Eliza Silas: Information wanted of my parents, Joseph and Julia Ann Silas; my brothers, George, David and Wolbert and my sister Henrietta…Ministers in the States of Maryland, Virginia, and the District of Columbia, will you please read the above to their congregations?

Sarah Williams: Lost Friends – I desire information concerning my kindred…My parents Randall and Celia….my four brothers, Warren, William, Levi, and Leonard; one sister named Elvira, but usually called Puss, and one named Hannah.

Lucinda Lowery: Information wanted of Caroline Dodson, who was sold from Nashville Nov. 1st 1862 by James Lumsden to Warwick…(fades behind next speaker).

Martha Paris: Information wanted of my mother, Virginia Shepherd; also of my sisters, Mary, Louisa, Mandy and Caroline Shepherd; and of my brother, William; Ministers will please read…

(Overlapping voices): Ministers – Please read.

SW: Addressed, care of Reverend Paul Douglas, Galveston, Texas.

Emeline Hodge: Christian Recorder, July 2, 1870 – Information wanted of my father, Jerry Hodges, of Norfolk county, Va. I was sold from him when a small girl, about 30 years ago. My mother’s name was Phoebe, and she belonged to a man named Ashcroth. Should any of the family be living in the vicinity of Norfolk, they will please address Emeline Hodge Leavenworth, Kan. Ministers, please read in church.

(Overlapping voices repeating): Please address your congregation.

(Overlapping voices): Ministers – Please read.

KW: One consequence of forced separation was the absence of all hope for reunification—and the placement of hope in a new life, instead. Willie Ann Grey and her daughter, Maria, were sold away from Willie Ann’s husband, Phillip, to Kentucky before the war. When Philip wrote to reunite with her after the conflict, Willie Ann replied:

Willie Ann Grey: Dear Husband, I seat myself this morning to write you a few lines to let you know that I received your letter the 5th of this month and was very glad to hear from you and to hear that you are well.

KW: But…things were complicated. During their years apart, Willie Ann had remarried and had three children with another man. But her new husband had died in battle. Still, her additional kids proved a stumbling block to Willie Ann and Philip reuniting.

WAG: You wish me to come to Virginia. I had much rather that you would come after me but if you cannot make it convenient, you will have to make some arrangements for me and my family. I have three fatherless little girls. My husband went off under Burbridge’s command and was killed at Richmond, Virginia. If you can pay my passage through there I will come the first of May.

You must not think my family too large and get out of heart, for if you love me you will love my children and you will have to promise me that you will provide for them all as well as if they were your own.

KW: We don’t know if Philip ever sent the money.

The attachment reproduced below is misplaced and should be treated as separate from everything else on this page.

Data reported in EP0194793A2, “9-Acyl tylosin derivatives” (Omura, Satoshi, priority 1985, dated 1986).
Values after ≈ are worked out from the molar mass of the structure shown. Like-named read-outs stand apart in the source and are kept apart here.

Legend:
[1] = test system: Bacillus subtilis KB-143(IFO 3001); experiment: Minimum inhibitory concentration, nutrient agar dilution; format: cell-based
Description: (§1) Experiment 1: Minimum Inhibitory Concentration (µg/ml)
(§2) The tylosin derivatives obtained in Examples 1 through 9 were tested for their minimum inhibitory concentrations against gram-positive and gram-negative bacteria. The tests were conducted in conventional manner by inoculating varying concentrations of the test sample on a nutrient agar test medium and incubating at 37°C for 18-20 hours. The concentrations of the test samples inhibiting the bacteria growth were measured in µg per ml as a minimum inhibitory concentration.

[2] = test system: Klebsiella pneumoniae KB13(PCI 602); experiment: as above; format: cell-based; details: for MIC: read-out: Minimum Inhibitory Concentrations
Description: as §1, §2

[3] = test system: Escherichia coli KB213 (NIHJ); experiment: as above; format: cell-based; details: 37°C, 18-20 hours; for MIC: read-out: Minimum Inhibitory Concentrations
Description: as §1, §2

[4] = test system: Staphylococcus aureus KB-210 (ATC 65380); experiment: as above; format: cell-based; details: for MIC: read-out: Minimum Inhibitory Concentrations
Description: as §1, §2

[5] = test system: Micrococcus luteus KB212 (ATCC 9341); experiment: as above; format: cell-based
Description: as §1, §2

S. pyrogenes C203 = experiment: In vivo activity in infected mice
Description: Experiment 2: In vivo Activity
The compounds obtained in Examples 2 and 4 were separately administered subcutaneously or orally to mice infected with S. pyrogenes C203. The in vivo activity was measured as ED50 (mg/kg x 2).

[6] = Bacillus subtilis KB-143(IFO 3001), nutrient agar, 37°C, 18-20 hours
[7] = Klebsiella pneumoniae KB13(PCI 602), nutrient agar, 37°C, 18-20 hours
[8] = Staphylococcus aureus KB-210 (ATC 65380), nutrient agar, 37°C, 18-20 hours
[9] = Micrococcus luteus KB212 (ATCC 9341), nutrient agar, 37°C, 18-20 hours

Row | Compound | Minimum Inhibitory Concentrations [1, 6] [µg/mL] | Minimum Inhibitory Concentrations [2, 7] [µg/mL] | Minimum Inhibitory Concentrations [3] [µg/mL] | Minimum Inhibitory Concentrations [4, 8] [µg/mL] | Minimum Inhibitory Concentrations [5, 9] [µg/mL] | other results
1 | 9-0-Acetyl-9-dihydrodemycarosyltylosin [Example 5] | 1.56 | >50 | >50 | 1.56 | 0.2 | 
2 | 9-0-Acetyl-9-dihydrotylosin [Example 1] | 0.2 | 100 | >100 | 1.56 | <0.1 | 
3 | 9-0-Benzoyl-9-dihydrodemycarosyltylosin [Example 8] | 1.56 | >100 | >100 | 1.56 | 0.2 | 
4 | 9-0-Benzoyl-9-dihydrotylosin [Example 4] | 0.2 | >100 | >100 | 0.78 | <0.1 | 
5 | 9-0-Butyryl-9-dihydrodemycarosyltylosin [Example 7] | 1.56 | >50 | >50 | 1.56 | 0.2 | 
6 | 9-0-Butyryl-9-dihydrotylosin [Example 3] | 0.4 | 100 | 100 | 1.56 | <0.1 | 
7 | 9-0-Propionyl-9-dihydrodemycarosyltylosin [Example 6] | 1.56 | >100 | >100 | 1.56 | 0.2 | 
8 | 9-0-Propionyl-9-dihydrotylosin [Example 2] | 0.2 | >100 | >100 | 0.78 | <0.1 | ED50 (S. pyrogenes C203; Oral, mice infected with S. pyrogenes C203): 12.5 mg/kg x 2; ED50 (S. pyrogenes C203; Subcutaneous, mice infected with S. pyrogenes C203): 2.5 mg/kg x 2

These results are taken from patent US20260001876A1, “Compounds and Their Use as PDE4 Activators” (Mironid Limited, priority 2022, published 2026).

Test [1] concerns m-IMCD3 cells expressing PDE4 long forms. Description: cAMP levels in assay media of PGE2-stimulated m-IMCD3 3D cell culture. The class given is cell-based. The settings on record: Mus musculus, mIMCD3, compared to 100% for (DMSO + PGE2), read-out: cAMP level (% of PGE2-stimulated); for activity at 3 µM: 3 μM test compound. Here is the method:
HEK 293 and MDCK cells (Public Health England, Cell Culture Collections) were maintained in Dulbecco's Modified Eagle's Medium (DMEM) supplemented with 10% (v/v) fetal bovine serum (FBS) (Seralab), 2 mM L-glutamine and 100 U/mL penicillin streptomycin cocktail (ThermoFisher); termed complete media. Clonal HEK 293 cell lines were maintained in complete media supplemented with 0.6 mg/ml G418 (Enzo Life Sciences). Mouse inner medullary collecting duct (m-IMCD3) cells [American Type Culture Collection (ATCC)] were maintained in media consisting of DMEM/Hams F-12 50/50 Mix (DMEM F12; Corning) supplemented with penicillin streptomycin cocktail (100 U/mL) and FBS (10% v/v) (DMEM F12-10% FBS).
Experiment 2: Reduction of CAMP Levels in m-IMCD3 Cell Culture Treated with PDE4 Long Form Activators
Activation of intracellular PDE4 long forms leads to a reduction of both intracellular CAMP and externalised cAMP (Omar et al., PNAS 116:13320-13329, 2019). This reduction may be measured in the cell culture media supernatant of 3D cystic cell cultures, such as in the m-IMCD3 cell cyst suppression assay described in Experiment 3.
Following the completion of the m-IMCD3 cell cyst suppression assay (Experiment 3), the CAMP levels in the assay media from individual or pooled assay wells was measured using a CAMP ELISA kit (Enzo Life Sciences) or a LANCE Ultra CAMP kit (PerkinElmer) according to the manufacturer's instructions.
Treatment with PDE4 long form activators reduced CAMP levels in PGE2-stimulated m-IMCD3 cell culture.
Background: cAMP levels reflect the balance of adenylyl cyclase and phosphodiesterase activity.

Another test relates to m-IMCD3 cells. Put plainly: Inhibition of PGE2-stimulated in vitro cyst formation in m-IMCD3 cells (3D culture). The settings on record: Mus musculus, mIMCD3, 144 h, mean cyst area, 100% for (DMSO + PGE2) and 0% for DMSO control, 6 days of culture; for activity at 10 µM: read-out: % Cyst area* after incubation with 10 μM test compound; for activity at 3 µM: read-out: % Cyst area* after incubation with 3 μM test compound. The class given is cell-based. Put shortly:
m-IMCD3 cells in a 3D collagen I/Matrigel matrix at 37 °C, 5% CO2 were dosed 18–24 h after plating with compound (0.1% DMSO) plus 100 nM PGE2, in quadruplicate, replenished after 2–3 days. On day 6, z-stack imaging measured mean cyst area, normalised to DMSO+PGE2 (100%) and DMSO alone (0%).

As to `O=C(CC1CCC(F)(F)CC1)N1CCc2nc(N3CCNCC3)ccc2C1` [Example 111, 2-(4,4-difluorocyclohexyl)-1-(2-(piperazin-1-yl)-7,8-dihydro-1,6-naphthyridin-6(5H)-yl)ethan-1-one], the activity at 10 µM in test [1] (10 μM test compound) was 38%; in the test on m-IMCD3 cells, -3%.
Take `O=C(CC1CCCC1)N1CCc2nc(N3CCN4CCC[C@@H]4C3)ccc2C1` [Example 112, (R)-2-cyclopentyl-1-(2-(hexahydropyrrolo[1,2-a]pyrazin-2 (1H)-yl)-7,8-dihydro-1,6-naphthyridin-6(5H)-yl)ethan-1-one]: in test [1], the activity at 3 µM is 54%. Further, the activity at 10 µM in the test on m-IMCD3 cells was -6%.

KW: The close of the war brought opportunities for freedpeople to take family matters into their own hands. But making moves, like enlisting in the Union army or attending refugee schools to learn to read and write, also gave them access to government aid—such as it was.

Hawkins Wilson wrote to the Freedmen’s Bureau from Texas to try and track down his relatives in the east:

Hawkins Wilson: Dear Sir, I am anxious to learn about my sisters, from whom I have been separated many years. I have never heard from them since I left Virginia twenty four years ago. I am in hopes that they are still living and I am anxious to hear how they are getting on. I have no other one to apply to but you and am persuaded that you will help one who stands in need of your services as I do. I shall be very grateful to you if you oblige me in this matter. You will please send the enclosed letter to my sister Jane, or some of her family, if she is dead.

KW: Sadly, Hawkins’ letter was never delivered. Which was often the outcome for those who sought reunification using the Bureau.

Founded in March of 1865 by an act of Congress, the Freedmen’s Bureau was an off-shoot of the military designed to offer “provisions, clothing, and fuel for the immediate and temporary shelter of destitute and suffering refugees, freedmen, their wives, and children.”

The Bill that empowered the agency was initially intended to expire 1 year after the close of the war; a projection which grossly underestimated the diversity and scope of human need. Just as white people hadn’t anticipated enslaved people’s willingness to use the chaos of the war to escape slavery—both Freedmen’s Bureau agents and Southern planters were perplexed by mass movements away from white farms and plantations after the war.

South Carolina Bureau agent John William De Forest knew why, though:

John William De Forest: Freedpeople had a passion not so much for wandering, as for getting together; and every mother’s son among them seemed to be in search of his mother; every mother in search of her children.